- Run the Apple Diagnostics program. This is a unique tool from the Apple Support Site that diagnoses issues with your Mac. The method, like Safe Mode, is dependent on the Mac you own. If it’s an M1, turn it off, then press and hold the power button while the Mac boots up, then hit Command + D when the startup options display. If you’re using an Intel Mac, turn it off and press the D key when it boots up.
Also Read:How To Find Your Stolen Mac Without WiFi
How to Report a Problem
A few checks are recommended if you feel a troublesome app was the root cause of the problem and don’t want it to happen again.
- Restart the application.
- Send a report to Apple or the developer if you see the option. When an application crashes, macOS sends a crash report to Apple. Apple uses this information to manage macOS development better and provide a more stable operating system (and apps) in the future.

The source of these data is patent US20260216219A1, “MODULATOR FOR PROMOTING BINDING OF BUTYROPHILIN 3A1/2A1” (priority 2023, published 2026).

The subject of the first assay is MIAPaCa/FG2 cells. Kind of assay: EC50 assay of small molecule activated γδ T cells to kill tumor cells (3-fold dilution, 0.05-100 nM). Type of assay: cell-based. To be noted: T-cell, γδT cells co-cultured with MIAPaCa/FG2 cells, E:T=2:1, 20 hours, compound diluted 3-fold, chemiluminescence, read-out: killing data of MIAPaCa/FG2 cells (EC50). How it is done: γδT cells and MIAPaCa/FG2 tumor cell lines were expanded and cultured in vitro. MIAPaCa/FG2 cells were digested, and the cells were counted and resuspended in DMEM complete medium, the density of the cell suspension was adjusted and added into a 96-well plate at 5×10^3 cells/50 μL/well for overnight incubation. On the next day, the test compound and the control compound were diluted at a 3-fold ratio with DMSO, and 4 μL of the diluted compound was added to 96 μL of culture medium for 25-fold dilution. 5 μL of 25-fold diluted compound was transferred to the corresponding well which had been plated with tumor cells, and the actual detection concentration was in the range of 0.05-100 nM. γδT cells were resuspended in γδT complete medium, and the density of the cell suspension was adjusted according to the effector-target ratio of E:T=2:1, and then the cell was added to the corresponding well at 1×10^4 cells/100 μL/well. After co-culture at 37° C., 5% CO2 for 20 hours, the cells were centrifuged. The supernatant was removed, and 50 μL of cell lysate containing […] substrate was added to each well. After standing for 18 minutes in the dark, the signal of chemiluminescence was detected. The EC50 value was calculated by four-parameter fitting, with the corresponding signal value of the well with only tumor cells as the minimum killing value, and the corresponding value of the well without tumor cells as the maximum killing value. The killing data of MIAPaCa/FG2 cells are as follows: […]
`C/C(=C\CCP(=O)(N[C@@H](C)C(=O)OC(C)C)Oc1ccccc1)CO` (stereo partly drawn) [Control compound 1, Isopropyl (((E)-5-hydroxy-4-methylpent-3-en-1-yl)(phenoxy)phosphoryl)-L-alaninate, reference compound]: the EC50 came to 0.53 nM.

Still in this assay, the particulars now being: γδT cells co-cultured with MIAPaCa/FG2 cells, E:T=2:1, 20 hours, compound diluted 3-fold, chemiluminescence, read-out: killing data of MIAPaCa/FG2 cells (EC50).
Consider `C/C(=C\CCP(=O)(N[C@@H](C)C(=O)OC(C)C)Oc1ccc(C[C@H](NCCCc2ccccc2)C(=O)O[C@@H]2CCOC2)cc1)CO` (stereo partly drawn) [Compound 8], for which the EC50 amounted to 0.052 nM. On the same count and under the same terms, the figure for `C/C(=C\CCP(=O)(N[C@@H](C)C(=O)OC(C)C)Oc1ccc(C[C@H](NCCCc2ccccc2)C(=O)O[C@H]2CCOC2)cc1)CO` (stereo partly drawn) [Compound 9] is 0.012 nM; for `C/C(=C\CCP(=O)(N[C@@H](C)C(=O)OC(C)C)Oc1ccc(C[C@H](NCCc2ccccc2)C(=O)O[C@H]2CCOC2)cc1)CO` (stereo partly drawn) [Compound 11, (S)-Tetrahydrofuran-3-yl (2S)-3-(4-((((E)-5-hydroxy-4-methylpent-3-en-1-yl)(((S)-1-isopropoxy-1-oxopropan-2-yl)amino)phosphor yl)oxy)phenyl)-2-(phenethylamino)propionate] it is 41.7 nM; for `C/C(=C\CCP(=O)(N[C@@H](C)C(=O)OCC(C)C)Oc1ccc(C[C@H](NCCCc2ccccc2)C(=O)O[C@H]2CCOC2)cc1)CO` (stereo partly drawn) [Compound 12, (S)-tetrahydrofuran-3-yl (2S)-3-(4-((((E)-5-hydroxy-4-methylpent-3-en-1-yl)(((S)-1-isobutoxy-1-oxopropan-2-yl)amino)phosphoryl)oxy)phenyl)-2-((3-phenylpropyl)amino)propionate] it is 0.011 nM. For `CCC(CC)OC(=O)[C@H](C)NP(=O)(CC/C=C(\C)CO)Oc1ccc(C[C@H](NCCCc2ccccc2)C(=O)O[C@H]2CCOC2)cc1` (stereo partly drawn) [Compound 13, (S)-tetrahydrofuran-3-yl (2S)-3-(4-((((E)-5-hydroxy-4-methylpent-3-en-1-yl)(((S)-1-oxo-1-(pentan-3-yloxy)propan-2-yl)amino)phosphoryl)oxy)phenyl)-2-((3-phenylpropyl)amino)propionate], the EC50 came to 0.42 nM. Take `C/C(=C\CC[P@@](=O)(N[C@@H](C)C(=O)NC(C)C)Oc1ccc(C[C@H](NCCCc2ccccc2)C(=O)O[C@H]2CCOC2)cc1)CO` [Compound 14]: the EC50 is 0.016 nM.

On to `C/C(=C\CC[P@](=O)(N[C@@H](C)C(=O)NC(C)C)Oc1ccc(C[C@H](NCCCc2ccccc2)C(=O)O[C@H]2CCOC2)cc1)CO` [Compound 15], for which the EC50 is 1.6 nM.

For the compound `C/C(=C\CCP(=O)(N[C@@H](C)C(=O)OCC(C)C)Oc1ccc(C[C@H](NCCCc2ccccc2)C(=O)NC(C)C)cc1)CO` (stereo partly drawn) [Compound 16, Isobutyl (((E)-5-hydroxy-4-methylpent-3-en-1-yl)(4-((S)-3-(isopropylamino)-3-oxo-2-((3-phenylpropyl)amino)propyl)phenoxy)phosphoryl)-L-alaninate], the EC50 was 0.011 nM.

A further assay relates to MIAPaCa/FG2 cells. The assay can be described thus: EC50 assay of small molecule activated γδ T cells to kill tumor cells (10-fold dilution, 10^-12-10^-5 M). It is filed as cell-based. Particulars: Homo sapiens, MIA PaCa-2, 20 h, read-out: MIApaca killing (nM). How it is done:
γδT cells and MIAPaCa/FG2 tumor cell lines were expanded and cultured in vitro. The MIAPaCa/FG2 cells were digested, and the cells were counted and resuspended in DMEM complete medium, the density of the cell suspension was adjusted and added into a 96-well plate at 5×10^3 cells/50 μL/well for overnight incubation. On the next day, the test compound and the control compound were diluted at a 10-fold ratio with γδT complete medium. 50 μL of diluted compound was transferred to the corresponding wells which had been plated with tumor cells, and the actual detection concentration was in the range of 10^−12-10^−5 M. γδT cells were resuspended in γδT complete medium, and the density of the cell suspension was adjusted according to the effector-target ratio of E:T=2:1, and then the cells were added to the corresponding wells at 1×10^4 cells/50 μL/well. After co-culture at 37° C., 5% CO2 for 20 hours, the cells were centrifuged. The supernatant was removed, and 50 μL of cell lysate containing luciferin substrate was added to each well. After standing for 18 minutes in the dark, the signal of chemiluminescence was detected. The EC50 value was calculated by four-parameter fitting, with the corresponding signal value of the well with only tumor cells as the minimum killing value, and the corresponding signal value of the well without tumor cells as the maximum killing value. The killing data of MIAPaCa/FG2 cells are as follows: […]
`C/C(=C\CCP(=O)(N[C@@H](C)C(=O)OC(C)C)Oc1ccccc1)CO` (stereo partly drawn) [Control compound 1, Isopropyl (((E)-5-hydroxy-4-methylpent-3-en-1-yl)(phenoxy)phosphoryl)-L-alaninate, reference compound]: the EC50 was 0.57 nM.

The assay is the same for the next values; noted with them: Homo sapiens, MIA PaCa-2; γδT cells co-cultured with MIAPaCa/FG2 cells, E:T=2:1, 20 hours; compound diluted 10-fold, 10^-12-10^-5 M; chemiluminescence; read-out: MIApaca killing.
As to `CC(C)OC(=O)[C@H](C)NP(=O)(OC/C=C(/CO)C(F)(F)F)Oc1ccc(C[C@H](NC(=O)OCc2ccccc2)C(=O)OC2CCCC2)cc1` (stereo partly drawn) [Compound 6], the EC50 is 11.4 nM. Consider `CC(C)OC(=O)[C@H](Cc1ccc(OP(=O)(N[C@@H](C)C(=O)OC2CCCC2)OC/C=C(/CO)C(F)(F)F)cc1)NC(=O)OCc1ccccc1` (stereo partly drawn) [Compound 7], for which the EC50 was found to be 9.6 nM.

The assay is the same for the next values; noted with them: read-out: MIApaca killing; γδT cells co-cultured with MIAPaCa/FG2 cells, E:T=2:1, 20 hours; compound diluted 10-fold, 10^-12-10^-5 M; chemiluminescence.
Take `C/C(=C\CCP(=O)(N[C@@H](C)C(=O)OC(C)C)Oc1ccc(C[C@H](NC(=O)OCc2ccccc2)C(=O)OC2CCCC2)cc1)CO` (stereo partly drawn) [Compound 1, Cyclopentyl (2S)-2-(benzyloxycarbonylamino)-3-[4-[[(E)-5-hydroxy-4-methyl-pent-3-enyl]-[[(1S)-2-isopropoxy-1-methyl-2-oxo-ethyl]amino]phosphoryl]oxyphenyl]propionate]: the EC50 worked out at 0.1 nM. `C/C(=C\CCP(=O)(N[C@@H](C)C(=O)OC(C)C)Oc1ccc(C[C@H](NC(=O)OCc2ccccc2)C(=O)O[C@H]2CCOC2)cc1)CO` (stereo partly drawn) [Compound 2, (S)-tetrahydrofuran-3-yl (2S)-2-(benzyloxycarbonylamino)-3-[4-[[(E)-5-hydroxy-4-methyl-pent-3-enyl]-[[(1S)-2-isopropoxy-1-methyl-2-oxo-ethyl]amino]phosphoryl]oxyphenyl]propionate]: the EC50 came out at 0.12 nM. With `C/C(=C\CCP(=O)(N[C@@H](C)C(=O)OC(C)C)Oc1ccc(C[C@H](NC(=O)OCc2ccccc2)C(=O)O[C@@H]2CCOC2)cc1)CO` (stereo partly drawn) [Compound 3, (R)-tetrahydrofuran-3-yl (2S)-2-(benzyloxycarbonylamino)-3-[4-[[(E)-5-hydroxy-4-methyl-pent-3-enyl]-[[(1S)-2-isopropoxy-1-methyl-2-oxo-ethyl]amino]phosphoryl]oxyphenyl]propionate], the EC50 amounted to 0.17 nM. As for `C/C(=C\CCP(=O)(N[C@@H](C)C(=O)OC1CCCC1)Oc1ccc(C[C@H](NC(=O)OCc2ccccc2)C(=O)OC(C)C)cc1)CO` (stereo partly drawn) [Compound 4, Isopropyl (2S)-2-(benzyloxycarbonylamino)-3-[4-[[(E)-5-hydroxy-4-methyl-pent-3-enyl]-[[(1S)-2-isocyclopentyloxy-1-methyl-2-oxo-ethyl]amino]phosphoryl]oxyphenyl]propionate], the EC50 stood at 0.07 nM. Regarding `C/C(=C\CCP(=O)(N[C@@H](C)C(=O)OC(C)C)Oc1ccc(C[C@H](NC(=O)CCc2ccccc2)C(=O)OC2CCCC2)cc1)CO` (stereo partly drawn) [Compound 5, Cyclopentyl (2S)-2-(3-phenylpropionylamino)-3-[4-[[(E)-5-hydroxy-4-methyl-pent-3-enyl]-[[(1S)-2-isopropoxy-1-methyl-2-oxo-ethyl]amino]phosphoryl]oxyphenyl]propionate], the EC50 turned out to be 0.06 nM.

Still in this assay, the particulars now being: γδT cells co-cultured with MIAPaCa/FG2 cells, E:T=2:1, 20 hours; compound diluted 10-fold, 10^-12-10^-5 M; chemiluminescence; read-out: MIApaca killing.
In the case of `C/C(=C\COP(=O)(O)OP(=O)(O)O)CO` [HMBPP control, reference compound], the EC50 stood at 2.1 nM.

- Open Activity Monitor to keep track of what’s going on inside the programme while you’re using it. For example, you can have problems when a Safari window is active. You might find that your Mac is consuming practically all of the memory (RAM) it has, which could be the source of the problem.
Is it possible that a malware or virus can cause the crash?
Viruses are uncommon on Macs. Therefore it’s doubtful that the problem was caused by one. Scam websites, such as those that use the’safari-get’ attack, have been known to install malware on visiting Macs, leading them to open a large number of draught emails or iTunes windows, overloading the system RAM and causing it to lock up.